While the vast majority of fliers are feeling the squeeze with tighter and tighter economy seats (we’re looking at you, American Airlines) and downright frightening customer-service disasters (United), we might well be witnessing the dawn of a new golden age of travel in the business-class section.
Now a standard fixture on most planes—both the jumbo jets that regularly traverse oceans as well as the single-aisle planes that make domestic short hops—business class first debuted a mere 40 years ago. British Airways created a “Club Class” between first and coach back in 1978, while Qantas coined the actual term “business class” a year later.
The new first class
So where is business class heading now? First off, it’s replacing first class on many airplanes and routes—it’s simply a less-expensive, less-expansive version of first class that still features lie-flat beds, multicourse menus created by celebrity chefs, and amenity kits stocked with spa products. It makes sense for airlines: There are more seats and more fliers who can purchase these seats, thus more money to be made.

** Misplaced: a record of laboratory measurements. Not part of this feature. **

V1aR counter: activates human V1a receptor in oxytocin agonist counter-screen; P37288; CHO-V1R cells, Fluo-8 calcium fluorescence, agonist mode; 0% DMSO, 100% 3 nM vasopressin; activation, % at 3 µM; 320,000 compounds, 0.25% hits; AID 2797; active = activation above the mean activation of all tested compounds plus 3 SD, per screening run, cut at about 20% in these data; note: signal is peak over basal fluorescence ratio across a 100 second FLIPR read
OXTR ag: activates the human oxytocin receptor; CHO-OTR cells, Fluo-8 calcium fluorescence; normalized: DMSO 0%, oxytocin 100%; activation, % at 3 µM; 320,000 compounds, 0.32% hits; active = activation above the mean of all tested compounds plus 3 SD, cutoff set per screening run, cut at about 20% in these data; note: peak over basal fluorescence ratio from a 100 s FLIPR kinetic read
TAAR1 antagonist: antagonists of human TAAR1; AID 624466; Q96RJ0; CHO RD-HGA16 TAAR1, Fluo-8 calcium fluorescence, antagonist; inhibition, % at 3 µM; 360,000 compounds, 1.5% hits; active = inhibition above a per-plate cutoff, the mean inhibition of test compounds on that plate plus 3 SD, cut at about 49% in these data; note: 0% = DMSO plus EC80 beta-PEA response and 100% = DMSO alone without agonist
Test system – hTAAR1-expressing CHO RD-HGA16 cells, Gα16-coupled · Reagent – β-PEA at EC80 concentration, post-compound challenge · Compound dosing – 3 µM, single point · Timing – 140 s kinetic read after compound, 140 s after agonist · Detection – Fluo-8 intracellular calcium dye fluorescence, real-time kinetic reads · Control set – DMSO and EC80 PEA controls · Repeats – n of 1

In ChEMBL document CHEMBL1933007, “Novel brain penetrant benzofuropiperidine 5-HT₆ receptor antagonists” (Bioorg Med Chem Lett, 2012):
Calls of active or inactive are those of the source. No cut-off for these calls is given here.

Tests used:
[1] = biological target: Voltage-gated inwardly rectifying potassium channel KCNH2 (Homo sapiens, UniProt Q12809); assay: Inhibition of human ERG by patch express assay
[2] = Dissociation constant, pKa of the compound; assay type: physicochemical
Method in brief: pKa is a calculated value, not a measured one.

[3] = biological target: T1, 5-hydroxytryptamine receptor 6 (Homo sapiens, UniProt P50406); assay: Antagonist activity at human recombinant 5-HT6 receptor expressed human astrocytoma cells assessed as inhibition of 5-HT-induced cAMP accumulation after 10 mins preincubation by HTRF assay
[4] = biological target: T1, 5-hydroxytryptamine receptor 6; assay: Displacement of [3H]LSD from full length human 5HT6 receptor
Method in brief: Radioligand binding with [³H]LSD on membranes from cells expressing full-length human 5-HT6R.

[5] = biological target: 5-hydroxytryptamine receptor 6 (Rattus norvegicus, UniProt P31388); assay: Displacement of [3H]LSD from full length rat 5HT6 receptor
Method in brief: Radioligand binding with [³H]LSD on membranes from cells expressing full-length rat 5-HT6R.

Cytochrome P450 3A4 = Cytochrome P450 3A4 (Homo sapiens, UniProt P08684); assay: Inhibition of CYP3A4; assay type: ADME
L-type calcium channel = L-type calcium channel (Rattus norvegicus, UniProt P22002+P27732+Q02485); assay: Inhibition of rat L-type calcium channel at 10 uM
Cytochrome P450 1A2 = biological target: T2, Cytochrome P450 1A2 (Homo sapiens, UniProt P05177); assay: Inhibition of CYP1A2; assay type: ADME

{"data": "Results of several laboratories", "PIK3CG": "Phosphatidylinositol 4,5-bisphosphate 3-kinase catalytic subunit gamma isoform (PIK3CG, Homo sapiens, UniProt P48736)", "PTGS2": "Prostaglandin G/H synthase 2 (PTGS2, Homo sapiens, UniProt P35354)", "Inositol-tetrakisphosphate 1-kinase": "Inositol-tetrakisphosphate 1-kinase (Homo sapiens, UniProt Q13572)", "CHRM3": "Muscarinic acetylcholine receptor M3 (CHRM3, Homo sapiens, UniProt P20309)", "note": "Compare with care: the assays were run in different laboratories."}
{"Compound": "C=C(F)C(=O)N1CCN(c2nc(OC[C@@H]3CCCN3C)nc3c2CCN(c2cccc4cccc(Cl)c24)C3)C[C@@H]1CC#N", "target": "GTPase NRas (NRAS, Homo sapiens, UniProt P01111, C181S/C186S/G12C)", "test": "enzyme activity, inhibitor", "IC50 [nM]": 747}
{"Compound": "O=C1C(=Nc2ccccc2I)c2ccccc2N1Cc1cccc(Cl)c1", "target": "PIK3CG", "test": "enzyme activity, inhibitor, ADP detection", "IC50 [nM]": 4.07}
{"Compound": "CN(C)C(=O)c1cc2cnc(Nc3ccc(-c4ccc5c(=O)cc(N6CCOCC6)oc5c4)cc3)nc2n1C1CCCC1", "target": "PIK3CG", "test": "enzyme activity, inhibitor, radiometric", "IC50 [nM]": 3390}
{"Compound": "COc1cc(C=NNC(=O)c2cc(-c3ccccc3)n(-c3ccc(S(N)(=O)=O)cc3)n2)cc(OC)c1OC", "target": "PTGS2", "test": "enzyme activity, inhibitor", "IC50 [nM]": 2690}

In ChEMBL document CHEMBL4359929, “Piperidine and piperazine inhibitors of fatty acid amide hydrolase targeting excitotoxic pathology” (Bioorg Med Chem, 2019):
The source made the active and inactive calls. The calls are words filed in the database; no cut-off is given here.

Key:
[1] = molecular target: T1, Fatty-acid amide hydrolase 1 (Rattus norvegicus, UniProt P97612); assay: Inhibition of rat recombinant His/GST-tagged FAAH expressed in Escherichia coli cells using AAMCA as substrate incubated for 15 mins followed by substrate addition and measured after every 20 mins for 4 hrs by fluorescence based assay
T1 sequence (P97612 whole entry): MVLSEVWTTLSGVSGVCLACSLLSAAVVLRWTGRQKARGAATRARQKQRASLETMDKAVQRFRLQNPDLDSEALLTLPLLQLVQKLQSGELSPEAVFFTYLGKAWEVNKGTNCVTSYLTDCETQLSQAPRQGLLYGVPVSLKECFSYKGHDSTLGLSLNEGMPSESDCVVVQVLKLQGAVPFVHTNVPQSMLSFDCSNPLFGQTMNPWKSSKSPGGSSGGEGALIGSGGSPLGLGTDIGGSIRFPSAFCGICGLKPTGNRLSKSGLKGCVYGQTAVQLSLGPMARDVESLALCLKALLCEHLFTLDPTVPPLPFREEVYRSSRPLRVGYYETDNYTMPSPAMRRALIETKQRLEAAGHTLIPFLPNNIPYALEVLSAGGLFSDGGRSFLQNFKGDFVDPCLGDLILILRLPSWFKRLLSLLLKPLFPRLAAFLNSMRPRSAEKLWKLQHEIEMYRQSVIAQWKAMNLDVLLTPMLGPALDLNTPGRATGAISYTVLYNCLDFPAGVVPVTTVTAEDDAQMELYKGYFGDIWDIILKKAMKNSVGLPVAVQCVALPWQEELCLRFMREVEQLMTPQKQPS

Second, the seats in business class are getting innovative updates—both technological and ergonomic—that should impact the flight experience in large and small ways. And since airlines typically fly just a handful of aircraft types, you’ll see similar-looking seat styles across brands. There will be uniformity in the improvements. It’s shockingly expensive (think millions of dollars and several years) to develop a new business-class product, so once risk-averse airlines find a style that works, they stick to it.
The focus now is on refining the use of space and new technology within each seat to maximize passenger comfort.